In the instance that you are affirming against a method debater, you probably find yourself stuck defending the less strategic, “mooted” AC offense that no longer seems to be relevant after the NC’s new method proposal. Your job is not to read theory to win. In fact, in the same way you would extemp a shell saying “ROTB args bad”, you can also extemp method arguments, poking flaws in the method provided by your opponent. Debaters who presume their own model of debate to be good also are flawed in their thoughtlessness and compliance with the norm. It seems rather unfair when you can just function under a model of debate with no other justifications beyond, “It’s what a lot of people do.” Thus, aff debaters who are debating under the “conventional” model of debate should oftentimes critically think about their own method and why it’s a good thing. Engaging in the method debate will also reveal to “conventional” debaters where the real flaws are in their model, and you might consider changing your own model of debate. The debater who better defends their model of debate will thus win the round, and if your model of debate is actually bad, then you should probably lose and learn from it.

In the instance that you are negating against a method debater, your ability to function educationally and critically is exponentially increased. As the negative, you definitely should not read 7 minutes of straight theory. You have endless opportunity to make the round a better educational experience while engaging and continuing the exploration that the aff initiates. Once again, you can extemp your own arguments against the aff’s method, or you could even try and negate under their method, if their method is something that does seem to be intuitively a good method. Afterwards, you could reflect on how well that method worked and discuss its setbacks and advantages. Another great, educational way to handle this situation is providing a countermethod, whether by extemping a countermethod you believe is a better model than the aff’s, or even just by reading your own prep about why the “conventional” model of debate is good. You could even use your own AC prep as leverage for a countermethod against the aff. For example, if a Wilderson position really seems to rub you the wrong way, just read a different framework. If your view of “affirming” is actually better than your opponents, then reading your AC would be a great way to contest that.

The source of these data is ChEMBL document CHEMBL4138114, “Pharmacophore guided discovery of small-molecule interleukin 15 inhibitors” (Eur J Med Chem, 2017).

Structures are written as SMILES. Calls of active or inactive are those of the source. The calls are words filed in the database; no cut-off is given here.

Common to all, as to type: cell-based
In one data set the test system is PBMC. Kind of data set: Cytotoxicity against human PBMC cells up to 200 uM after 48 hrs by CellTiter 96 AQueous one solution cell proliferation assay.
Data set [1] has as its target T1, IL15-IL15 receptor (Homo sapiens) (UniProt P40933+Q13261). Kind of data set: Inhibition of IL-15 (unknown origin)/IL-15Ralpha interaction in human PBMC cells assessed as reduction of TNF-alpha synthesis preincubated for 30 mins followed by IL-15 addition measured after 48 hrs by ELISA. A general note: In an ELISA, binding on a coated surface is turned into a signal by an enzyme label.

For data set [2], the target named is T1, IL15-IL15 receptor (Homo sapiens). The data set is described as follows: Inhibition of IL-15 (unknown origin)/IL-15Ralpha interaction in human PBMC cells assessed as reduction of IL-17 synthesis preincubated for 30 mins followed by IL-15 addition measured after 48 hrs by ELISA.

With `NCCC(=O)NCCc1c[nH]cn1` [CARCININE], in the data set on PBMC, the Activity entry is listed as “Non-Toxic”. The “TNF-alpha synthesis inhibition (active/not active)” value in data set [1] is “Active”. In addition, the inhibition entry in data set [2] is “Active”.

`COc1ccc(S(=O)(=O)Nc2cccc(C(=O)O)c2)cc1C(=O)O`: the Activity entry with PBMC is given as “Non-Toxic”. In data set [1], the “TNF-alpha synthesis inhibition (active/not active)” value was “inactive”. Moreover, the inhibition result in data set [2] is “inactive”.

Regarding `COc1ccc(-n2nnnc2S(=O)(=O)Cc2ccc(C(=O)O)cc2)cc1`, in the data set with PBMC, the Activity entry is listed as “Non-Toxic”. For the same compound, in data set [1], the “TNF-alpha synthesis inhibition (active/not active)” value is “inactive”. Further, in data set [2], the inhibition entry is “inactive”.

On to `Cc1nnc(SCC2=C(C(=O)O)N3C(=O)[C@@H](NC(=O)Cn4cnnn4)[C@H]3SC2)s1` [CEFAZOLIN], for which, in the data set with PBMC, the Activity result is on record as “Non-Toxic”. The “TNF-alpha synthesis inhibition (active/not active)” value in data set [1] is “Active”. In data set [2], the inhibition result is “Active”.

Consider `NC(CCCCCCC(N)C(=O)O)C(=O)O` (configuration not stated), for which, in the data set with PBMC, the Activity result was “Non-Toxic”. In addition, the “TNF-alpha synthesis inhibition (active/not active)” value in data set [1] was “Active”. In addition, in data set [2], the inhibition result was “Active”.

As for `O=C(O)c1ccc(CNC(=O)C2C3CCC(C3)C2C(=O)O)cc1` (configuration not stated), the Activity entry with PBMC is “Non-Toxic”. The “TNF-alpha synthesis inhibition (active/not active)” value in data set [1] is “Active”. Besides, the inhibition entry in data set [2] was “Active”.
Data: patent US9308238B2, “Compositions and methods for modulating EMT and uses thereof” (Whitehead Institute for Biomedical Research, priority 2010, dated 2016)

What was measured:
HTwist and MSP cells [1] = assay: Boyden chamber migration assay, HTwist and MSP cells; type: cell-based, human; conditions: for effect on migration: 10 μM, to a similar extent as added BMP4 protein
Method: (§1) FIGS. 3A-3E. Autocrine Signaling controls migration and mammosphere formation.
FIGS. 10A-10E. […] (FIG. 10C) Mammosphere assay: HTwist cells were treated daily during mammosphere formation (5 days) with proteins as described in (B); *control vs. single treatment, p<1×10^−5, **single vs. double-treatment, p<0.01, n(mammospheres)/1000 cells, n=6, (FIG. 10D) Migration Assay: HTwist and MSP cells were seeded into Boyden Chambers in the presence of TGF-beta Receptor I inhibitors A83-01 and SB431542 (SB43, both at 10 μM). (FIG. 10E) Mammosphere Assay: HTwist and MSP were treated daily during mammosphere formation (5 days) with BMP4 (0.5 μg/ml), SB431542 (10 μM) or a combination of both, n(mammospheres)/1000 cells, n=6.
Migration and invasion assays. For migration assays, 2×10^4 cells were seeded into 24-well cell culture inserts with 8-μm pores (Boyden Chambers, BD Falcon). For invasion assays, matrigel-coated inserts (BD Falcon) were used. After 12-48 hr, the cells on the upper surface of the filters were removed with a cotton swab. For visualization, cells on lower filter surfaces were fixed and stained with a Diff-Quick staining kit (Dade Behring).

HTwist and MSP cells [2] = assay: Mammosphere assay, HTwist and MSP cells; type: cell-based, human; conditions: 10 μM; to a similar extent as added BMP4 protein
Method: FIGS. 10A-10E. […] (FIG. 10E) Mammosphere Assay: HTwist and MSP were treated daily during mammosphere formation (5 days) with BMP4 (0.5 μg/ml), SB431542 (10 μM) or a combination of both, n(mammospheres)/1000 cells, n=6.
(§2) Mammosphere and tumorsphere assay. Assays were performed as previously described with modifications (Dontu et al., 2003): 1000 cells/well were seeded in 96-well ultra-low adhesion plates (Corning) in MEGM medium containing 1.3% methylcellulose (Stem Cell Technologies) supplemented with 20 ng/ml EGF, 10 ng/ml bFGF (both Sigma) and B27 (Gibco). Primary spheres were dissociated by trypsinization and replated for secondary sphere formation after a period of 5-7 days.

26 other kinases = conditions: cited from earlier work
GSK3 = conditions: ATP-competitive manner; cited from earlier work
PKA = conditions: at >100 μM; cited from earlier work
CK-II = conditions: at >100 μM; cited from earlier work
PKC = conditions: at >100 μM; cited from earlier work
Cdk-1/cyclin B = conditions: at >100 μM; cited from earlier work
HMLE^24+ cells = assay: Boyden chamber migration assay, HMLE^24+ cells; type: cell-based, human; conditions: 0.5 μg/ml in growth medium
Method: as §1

You’re a debater; use your quick-thinking mind to think of substantive arguments that either contest your opponent’s method or function under your opponent’s method. Either way, you will be forwarding the debate community towards a better future.


One also mustn’t forget that models of debate don’t occur in a vacuum; they occur in context. Not every debater can walk into a round with huge files of aff and neg prep provided to them by their team and abundance of coaches. Sure, maybe an optimal model of debate for two wealthy, privileged, big-school boys is for each to read the same AC and NC that everyone else is reading, then to read pre-prepared theory, topicality, turns, DAs, et cetera and to see whose privilege is more prominent.

Topical education is not furthered under the conventionally accepted model of debate. A discussion around the topic is far more inclusive and educational than a topical discussion – a discussion within the topic. The educational value of repeating very similar rounds is very minimal. Many topics end up being limited to 3 or 4 affirmative positions, and a couple very predictable negative positions. Most debaters already understand these positions and their implications in terms of the resolution, so actually carrying out a debate round purely to throw stratagem around is not an educational activity in the least. The signing of the ballot then is just another little win for some well-off debater who played a game because his school and his background provided him with better cards than his opponent. Debaters claim that debating while functioning under a traditional model of debate generates lots of education, but at some point, reading the same blocks and frontlines every round becomes void of education, especially since topic education is mostly done before writing cases, while casually reading unscholarly articles about the topic. Finding a professor or specialist to confirm that education – then reading that same excerpt over and over again every round – is not education. It is just the very opposite – it is complacency and banality in the conventional model of debate. In fact, many people ignore the fact that critical education usually does not manifest itself in policy actions. Lots of people mistake the “political” to be strictly policy-oriented, but rather, knowing what practices are oppressive or bad in the real world leads to us being more aware about how we affect others in the real world. This “critical education” is much more applicable and prevalent to our lives as debaters and human beings, many of whom will not end up being politicians. If someone really wanted genuine policymaking practice, Congress has a comfortable seat open for them.